Exactly three months after Sofya Ivanovna's death the general's widow suddenly appeared in our town, and went straight to Fyodor Pavlovitch's house. She spent only half an hour in the town but she did a great deal. It was evening. Fyodor Pavlovitch, whom she had not seen for those eight years, came in to her drunk. The story is that instantly upon seeing him, without any sort of explanation, she gave him two good, resounding slaps on the face, seized him by a tuft of hair, and shook him three times up and down. Then, without a word, she went straight to the cottage to the two boys. Seeing, at the first glance, that they were unwashed and in dirty linen, she promptly gave Grigory, too, a box on the ear, and announcing that she would carry off both the children she wrapped them just as they were in a rug, put them in the carriage, and drove off to her own town. Grigory accepted the blow like a devoted slave, without a word, and when he escorted the old lady to her carriage he made her a low bow and pronounced impressively that, “God would repay her for the orphans.” “You are a blockhead all the same,” the old lady shouted to him as she drove away.
Fyodor Pavlovitch, thinking it over, decided that it was a good thing, and did not refuse the general's widow his formal consent to any proposition in regard to his children's education. As for the slaps she had given him, he drove all over the town telling the story.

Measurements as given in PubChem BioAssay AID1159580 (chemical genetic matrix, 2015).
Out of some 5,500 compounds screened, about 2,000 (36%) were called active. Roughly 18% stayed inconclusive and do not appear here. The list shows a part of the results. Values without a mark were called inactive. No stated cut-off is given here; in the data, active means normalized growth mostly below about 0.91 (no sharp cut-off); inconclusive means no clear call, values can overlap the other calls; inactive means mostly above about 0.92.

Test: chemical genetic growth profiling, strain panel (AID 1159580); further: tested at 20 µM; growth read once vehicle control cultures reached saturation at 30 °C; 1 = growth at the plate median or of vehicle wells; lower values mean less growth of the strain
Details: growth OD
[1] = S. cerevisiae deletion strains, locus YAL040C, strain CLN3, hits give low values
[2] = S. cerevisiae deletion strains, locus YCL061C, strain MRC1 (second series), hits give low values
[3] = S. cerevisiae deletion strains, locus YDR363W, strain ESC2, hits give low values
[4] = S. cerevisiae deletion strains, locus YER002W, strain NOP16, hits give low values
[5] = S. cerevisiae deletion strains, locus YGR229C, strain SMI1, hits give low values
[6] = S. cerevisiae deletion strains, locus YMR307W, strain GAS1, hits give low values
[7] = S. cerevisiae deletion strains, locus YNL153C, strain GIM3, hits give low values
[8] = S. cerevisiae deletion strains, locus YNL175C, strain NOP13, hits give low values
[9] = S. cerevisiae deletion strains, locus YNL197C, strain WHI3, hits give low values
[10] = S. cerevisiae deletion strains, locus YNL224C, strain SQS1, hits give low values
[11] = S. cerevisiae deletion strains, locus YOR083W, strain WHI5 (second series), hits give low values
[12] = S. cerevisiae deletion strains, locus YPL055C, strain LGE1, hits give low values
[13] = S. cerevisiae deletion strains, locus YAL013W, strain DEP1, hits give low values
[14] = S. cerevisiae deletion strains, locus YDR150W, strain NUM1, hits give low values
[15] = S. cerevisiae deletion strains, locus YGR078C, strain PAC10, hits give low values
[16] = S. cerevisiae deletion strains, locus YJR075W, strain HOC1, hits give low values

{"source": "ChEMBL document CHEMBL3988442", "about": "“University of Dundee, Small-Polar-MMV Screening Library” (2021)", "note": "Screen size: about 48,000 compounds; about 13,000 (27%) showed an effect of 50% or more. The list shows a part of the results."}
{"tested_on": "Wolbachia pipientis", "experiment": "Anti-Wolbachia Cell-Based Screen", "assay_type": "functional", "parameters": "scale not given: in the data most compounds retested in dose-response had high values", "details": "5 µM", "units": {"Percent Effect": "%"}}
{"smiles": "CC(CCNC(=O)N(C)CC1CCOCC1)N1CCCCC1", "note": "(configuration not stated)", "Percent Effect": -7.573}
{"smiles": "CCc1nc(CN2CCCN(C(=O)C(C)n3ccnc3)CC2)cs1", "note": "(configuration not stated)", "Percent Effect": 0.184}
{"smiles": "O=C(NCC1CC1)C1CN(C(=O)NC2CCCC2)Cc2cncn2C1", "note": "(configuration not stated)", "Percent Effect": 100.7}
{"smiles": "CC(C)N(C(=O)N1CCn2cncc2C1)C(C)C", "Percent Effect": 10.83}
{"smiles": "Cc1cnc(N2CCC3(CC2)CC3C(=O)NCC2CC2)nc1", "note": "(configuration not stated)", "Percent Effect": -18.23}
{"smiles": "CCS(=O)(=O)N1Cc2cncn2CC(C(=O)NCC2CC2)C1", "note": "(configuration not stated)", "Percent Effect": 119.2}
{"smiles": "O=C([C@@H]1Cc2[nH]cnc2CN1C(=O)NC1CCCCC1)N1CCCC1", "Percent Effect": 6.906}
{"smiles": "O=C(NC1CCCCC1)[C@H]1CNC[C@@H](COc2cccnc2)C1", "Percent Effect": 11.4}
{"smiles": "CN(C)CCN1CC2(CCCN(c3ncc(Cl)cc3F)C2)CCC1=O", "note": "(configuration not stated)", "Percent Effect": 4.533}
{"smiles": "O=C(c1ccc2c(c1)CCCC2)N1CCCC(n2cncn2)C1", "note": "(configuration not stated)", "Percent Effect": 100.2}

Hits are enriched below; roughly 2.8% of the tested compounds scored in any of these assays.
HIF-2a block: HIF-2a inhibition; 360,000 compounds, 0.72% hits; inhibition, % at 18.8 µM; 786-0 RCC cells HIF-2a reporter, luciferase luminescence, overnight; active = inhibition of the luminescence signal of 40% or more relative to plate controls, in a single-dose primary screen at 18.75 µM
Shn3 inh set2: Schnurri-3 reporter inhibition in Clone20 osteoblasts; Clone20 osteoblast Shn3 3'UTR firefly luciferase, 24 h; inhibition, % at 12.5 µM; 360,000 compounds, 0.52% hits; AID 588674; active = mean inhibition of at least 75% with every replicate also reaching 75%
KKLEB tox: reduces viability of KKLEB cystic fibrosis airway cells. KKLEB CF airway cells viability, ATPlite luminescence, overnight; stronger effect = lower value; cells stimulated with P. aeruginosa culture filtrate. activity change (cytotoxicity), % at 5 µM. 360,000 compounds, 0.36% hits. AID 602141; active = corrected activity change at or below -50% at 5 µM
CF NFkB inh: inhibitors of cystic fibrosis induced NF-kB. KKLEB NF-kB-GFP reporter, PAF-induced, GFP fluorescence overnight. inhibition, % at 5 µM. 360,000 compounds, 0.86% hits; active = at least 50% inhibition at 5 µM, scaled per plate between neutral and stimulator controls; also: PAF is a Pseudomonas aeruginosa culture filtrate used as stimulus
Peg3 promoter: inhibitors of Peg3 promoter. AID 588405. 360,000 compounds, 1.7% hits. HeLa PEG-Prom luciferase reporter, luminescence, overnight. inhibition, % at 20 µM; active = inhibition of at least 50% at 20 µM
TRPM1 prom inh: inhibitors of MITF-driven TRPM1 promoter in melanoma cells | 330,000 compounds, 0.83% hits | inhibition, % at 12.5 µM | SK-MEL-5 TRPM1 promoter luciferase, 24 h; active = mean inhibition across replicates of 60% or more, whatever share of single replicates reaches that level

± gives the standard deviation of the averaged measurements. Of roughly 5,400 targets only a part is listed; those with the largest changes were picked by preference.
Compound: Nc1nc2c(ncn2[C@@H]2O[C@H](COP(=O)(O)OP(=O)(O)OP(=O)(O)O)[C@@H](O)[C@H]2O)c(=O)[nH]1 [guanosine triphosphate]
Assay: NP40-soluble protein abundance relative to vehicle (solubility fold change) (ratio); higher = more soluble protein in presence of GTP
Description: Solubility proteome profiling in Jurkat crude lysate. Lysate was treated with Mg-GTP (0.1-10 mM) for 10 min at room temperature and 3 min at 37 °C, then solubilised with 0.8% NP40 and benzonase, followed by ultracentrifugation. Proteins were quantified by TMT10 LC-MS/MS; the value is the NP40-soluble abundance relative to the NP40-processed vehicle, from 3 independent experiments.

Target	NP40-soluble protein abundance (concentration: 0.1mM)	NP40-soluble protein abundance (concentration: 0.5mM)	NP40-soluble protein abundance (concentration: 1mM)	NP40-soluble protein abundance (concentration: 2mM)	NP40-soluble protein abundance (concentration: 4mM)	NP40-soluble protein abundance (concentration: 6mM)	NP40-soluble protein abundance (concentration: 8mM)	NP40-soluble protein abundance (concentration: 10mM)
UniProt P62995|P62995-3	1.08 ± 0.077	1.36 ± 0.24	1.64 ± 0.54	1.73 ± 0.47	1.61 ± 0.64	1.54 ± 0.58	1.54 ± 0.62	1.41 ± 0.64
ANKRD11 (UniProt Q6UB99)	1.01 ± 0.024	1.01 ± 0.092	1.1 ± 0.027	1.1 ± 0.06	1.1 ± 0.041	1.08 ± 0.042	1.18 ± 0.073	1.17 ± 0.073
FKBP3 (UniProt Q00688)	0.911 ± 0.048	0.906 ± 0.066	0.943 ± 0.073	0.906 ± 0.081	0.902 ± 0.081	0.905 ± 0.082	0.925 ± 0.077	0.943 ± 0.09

It happened that the old lady died soon after this, but she left the boys in her will a thousand roubles each “for their instruction, and so that all be spent on them exclusively, with the condition that it be so portioned out as to last till they are twenty-one, for it is more than adequate provision for such children. If other people think fit to throw away their money, let them.” I have not read the will myself, but I heard there was something queer of the sort, very whimsically expressed. The principal heir, Yefim Petrovitch Polenov, the Marshal of Nobility of the province, turned out, however, to be an honest man. Writing to Fyodor Pavlovitch, and discerning at once that he could extract nothing from him for his children's education (though the latter never directly refused but only procrastinated as he always did in such cases, and was, indeed, at times effusively sentimental), Yefim Petrovitch took a personal interest in the orphans. He became especially fond of the younger, Alexey, who lived for a long while as one of his family. I beg the reader to note this from the beginning. And to Yefim Petrovitch, a man of a generosity and humanity rarely to be met with, the young people were more indebted for their education and bringing up than to any one. He kept the two thousand roubles left to them by the general's widow intact, so that by the time they came of age their portions had been doubled by the accumulation of interest. He educated them both at his own expense, and certainly spent far more than a thousand roubles upon each of them. I won't enter into a detailed account of their boyhood and youth, but will only mention a few of the most important events. Of the elder, Ivan, I will only say that he grew into a somewhat morose and reserved, though far from timid boy. At ten years old he had realised that they were living not in their own home but on other people's charity, and that their father was a man of whom it was disgraceful to speak. This boy began very early, almost in his infancy (so they say at least), to show a brilliant and unusual aptitude for learning. I don't know precisely why, but he left the family of Yefim Petrovitch when he was hardly thirteen, entering a Moscow gymnasium, and boarding with an experienced and celebrated teacher, an old friend of Yefim Petrovitch. Ivan used to declare afterwards that this was all due to the “ardour for good works” of Yefim Petrovitch, who was captivated by the idea that the boy's genius should be trained by a teacher of genius. But neither Yefim Petrovitch nor this teacher was living when the young man finished at the gymnasium and entered the university. As Yefim Petrovitch had made no provision for the payment of the tyrannical old lady's legacy, which had grown from one thousand to two, it was delayed, owing to formalities inevitable in Russia, and the young man was in great straits for the first two years at the university, as he was forced to keep himself all the time he was studying. It must be noted that he did not even attempt to communicate with his father, perhaps from pride, from contempt for him, or perhaps from his cool common sense, which told him that from such a father he would get no real assistance. However that may have been, the young man was by no means despondent and succeeded in getting work, at first giving sixpenny lessons and afterwards getting paragraphs on street incidents into the newspapers under the signature of “Eye-Witness.” These paragraphs, it was said, were so interesting and piquant that they were soon taken. This alone showed the young man's practical and intellectual superiority over the masses of needy and unfortunate students of both sexes who hang about the offices of the newspapers and journals, unable to think of anything better than everlasting entreaties for copying and translations from the French. Having once got into touch with the editors Ivan Fyodorovitch always kept up his connection with them, and in his latter years at the university he published brilliant reviews of books upon various special subjects, so that he became well known in literary circles. But only in his last year he suddenly succeeded in attracting the attention of a far wider circle of readers, so that a great many people noticed and remembered him. It was rather a curious incident. When he had just left the university and was preparing to go abroad upon his two thousand roubles, Ivan Fyodorovitch published in one of the more important journals a strange article, which attracted general notice, on a subject of which he might have been supposed to know nothing, as he was a student of natural science. The article dealt with a subject which was being debated everywhere at the time—the position of the ecclesiastical courts. After discussing several opinions on the subject he went on to explain his own view. What was most striking about the article was its tone, and its unexpected conclusion. Many of the Church party regarded him unquestioningly as on their side. And yet not only the secularists but even atheists joined them in their applause. Finally some sagacious persons opined that the article was nothing but an impudent satirical burlesque. I mention this incident particularly because this article penetrated into the famous monastery in our neighbourhood, where the inmates, being particularly interested in the question of the ecclesiastical courts, were completely bewildered by it. Learning the author's name, they were interested in his being a native of the town and the son of “that Fyodor Pavlovitch.” And just then it was that the author himself made his appearance among us.